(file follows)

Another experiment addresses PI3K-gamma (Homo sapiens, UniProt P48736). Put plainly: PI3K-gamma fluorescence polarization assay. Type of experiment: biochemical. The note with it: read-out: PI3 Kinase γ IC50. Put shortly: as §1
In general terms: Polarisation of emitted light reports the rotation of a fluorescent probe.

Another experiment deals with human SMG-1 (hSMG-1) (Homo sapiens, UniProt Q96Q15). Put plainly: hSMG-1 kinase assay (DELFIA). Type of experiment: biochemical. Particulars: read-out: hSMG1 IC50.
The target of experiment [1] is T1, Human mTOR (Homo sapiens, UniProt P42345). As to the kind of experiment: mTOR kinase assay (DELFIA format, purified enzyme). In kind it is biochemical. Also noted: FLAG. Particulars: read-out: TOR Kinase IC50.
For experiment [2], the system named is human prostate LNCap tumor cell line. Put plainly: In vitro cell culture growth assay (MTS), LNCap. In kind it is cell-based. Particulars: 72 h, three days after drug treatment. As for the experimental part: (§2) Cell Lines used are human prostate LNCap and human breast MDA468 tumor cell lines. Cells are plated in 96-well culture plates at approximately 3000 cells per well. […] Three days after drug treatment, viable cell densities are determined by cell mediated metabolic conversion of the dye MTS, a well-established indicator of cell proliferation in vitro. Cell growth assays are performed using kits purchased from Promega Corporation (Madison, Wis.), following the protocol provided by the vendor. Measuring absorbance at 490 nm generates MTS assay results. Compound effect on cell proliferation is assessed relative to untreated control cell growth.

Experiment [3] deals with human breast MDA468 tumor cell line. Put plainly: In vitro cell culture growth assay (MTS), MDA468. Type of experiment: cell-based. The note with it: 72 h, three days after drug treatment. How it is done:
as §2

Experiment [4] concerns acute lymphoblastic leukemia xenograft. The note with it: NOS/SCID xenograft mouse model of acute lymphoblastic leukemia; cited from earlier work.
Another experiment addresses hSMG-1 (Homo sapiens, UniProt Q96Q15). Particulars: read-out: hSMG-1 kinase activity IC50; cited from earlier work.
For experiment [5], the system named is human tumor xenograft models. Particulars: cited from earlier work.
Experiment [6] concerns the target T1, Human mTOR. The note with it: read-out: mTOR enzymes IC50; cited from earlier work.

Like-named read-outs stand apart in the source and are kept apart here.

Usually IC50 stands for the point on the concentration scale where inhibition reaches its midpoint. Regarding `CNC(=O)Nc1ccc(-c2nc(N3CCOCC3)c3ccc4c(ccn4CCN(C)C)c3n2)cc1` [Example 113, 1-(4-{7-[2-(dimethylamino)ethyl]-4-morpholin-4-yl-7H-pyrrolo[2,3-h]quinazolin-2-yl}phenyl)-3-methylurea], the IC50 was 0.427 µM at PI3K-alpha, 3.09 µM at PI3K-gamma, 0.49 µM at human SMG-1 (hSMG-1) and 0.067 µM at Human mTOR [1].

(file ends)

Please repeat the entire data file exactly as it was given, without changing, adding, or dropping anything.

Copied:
Another experiment addresses PI3K-gamma (Homo sapiens, UniProt P48736). Put plainly: PI3K-gamma fluorescence polarization assay. Type of experiment: biochemical. The note with it: read-out: PI3 Kinase γ IC50. Put shortly: as §1
In general terms: Polarisation of emitted light reports the rotation of a fluorescent probe.

Another experiment deals with human SMG-1 (hSMG-1) (Homo sapiens, UniProt Q96Q15). Put plainly: hSMG-1 kinase assay (DELFIA). Type of experiment: biochemical. Particulars: read-out: hSMG1 IC50.
The target of experiment [1] is T1, Human mTOR (Homo sapiens, UniProt P42345). As to the kind of experiment: mTOR kinase assay (DELFIA format, purified enzyme). In kind it is biochemical. Also noted: FLAG. Particulars: read-out: TOR Kinase IC50.
For experiment [2], the system named is human prostate LNCap tumor cell line. Put plainly: In vitro cell culture growth assay (MTS), LNCap. In kind it is cell-based. Particulars: 72 h, three days after drug treatment. As for the experimental part: (§2) Cell Lines used are human prostate LNCap and human breast MDA468 tumor cell lines. Cells are plated in 96-well culture plates at approximately 3000 cells per well. […] Three days after drug treatment, viable cell densities are determined by cell mediated metabolic conversion of the dye MTS, a well-established indicator of cell proliferation in vitro. Cell growth assays are performed using kits purchased from Promega Corporation (Madison, Wis.), following the protocol provided by the vendor. Measuring absorbance at 490 nm generates MTS assay results. Compound effect on cell proliferation is assessed relative to untreated control cell growth.

Experiment [3] deals with human breast MDA468 tumor cell line. Put plainly: In vitro cell culture growth assay (MTS), MDA468. Type of experiment: cell-based. The note with it: 72 h, three days after drug treatment. How it is done:
as §2

Experiment [4] concerns acute lymphoblastic leukemia xenograft. The note with it: NOS/SCID xenograft mouse model of acute lymphoblastic leukemia; cited from earlier work.
Another experiment addresses hSMG-1 (Homo sapiens, UniProt Q96Q15). Particulars: read-out: hSMG-1 kinase activity IC50; cited from earlier work.
For experiment [5], the system named is human tumor xenograft models. Particulars: cited from earlier work.
Experiment [6] concerns the target T1, Human mTOR. The note with it: read-out: mTOR enzymes IC50; cited from earlier work.

Like-named read-outs stand apart in the source and are kept apart here.

Usually IC50 stands for the point on the concentration scale where inhibition reaches its midpoint. Regarding `CNC(=O)Nc1ccc(-c2nc(N3CCOCC3)c3ccc4c(ccn4CCN(C)C)c3n2)cc1` [Example 113, 1-(4-{7-[2-(dimethylamino)ethyl]-4-morpholin-4-yl-7H-pyrrolo[2,3-h]quinazolin-2-yl}phenyl)-3-methylurea], the IC50 was 0.427 µM at PI3K-alpha, 3.09 µM at PI3K-gamma, 0.49 µM at human SMG-1 (hSMG-1) and 0.067 µM at Human mTOR [1].